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‘Book of Rhymes’ author Romane Armand helps creative writers level up

“I want to be a participant in hip hop and not just a voyeur,” says Romane Armand, entrepreneur and creator of Book of Rhymes, a rhyming self-help manual.

Armand has achieved the Guinness World Record for the longest freestyle rap. He is a businessman with an innovative mindset; one who says today is the age for the creative.

As Romane sees it, everything can be outsourced except creativity. With Book of Rhymes, he has created a guide for aspiring musicians, orators, authors, and songwriters that didn’t exist previously.

Now, there is a manual for what to rhyme with Beyoncé, Google, and even the word orange. Peep the rhyming self-help manual here.

But Armand’s keen mindset and intrepid work ethic was not always this distinguished. Here is his journey in full:

Early life

Romane is a Haitian immigrant. He and his family moved to the U.S. when he was about to turn four years old. Specifically, they moved to Roxbury, Boston, which, in his autobiography, Malcolm X called “the Harlem of Boston.”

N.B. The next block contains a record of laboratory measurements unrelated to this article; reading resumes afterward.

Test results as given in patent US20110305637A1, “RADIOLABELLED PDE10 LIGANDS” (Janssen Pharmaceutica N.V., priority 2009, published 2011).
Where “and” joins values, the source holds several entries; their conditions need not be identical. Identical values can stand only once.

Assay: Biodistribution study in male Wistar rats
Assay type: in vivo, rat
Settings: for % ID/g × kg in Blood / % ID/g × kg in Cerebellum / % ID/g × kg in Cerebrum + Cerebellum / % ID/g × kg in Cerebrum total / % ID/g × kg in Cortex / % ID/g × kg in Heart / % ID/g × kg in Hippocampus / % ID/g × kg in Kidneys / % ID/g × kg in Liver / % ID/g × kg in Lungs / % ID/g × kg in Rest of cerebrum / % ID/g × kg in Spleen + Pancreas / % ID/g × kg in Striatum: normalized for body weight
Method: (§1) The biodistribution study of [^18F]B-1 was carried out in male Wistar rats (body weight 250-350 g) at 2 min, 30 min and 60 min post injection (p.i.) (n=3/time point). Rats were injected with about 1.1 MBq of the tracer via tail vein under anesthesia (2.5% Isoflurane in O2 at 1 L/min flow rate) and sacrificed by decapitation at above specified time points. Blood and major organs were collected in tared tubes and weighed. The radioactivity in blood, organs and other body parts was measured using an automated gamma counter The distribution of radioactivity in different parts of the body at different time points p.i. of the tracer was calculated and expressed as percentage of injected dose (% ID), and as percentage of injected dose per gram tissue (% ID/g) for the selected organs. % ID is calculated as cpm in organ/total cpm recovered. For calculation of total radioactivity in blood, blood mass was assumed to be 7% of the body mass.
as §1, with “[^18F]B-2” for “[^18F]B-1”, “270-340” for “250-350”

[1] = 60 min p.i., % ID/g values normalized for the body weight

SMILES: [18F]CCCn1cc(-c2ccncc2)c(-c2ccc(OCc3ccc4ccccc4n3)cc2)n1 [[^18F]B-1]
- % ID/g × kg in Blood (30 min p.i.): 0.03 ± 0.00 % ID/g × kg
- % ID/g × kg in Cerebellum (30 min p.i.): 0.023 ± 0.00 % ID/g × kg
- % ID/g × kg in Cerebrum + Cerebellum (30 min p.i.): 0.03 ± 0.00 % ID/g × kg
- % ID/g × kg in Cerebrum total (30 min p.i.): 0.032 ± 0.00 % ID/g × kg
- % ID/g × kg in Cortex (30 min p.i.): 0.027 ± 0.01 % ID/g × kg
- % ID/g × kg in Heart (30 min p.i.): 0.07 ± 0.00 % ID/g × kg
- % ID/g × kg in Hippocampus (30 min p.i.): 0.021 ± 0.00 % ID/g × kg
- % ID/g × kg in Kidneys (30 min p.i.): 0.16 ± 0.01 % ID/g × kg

“I grew up in a Haitian household within a Black community, while assimilating to the US. You’re not only learning a new country, but there’s also a subculture that you’re learning in the inner city. You’re learning black culture too.”

Book of Rhymes author Romane Armand and his father
Romane and his father

Romane explained that his father tried to shelter him from a lot of things growing up. The dichotomy between a two-parent Haitian household and the urban American streets was stark. But, inquisitive as he was, Romane found his own relationship to his surroundings.

“What I was able to connect with the most as far as American culture was Hip-Hop. The culture was fascinating, not just the slang and the speech, but also the attire and style.

Book of Rhymes author Romane Armand and his mom
Romane and his mother

As a teen, I wanted to be more than just a voyeur of Hip-Hop. I wanted to be a participant. I tried other elements of the culture, but it was rapping that I connected with and enjoyed the most.”

Romane Armand

Romane explained to me that he wasn’t really a college-bound student in high school. He was the kid that went to school late, went to two lunches, three gyms, and also left early. “And that’s when I actually went to school,” he said with a self-deprecating chuckle, aware of how far he has come.

Book of Rhymes author Romane Armand and his friends
Romane and his friends in high school

An innate love for rap & rhymes

Sometimes in class, he would slide a headphone through his sleeve, palm on his ear, and listen to rhymes and write down the lyrics. Pre-RapGenius, Romane was writing down the lyrics and looking up the words, doing fine-tuned research to understand the material, and study the craft.

Book of Rhymes author Romane Armand

“My high school was really hood. It was the first place where I saw crack and guns… It just showed me another side of America, how there was poverty and struggle here too.”